The Argentinean Senate has approved a law to regulate public-private partnerships in the country, which should come into force in mid-December.

The widely anticipated measure is expected to help boost investment into Argentina, particularly in energy and infrastructure projects. It marks a shift from the previous regime, which managed private participation in public projects through a concession scheme.

“The idea is that with this new law there will be a lot of public-private collaboration on large projects. This legislation introduces very important aspects to the relationship between private investors and the government. In the infrastructure sector, the process is in deep [collaboration] between both sectors. There was no specific legislation [governing that relationship] until now,” Guillermo Ferraro, who heads the government and infrastructure department of KPMG Argentina, tells GTR.

He adds that the priority sector for the Argentinean government is energy infrastructure, including generation, power plants and transmission. Indeed, even the capital Buenos Aires is still plagued by frequent electricity outages due to the country’s outdated power system.

Another sector where the government will look for private collaboration is transportation infrastructure. “Next year, our grain production is expected to grow by 20%. We currently produce 100 million tonnes a year, and in the budget predictions for next year, people think we will produce 20 million tonnes more: that’s 20 million tonnes more to transport. We need better roads, railways and new port infrastructure,” Ferraro adds.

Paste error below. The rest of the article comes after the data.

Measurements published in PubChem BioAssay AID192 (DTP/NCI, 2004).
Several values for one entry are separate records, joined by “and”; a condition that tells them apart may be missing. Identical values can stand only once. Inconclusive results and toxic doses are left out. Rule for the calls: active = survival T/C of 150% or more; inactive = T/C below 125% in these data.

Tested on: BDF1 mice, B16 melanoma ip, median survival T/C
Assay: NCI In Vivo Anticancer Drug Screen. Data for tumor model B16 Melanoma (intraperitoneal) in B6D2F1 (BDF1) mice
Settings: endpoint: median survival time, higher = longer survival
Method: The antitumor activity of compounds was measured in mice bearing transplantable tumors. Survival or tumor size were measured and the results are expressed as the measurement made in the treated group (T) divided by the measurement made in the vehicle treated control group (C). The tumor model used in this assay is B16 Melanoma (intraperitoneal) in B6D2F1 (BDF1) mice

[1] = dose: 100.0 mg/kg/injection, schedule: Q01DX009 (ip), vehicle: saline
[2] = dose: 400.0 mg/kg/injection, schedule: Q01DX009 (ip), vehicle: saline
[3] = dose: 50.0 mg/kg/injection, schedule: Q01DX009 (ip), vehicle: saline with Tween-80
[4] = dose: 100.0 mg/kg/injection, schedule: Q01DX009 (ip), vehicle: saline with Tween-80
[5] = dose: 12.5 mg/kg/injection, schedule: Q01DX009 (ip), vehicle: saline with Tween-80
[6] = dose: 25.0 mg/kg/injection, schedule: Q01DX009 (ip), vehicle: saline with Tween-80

This legislation introduces very important aspects to the relationship between private investors and the government. Guillermo Ferraro, KPMG

However, he warns that international investors are likely to stick to their wait-and-see attitude even with the passing of the law, as they want to see how domestic private companies fare on these projects first. Additionally, investment banks are waiting for Argentina’s extremely high interest rates (25.75% at the time of writing) to drop, and financing demand to rise, before they enter the country.

“At the moment, projects are mostly financed by multilaterals, because there is no investment bank. Our country only began functioning on a normal scenario this year. We hope that the normal financial structure will also start in our market. Next year, the speed of the process will increase. We hope that typical investment banks and infrastructure funds will come in,” he explains.

Now that the Senate has approved the law, President Mauricio Macri has until November 30 to oppose it – but this is one of his administration’s initiatives, so he most likely won’t – after which the law has to be published in the official gazette. It will come into force eight days after publication.

“As of the date the law comes into force, all national procurement projects specifically stating within their terms and conditions that public-private partnerships constitute an allowable contract alternative for the specific project, shall also comprise a public invitation to tender for a PPP agreement,” Carlos Alfaro, partner at Buenos Aires-based law firm Alfaro Abogados, explains to GTR.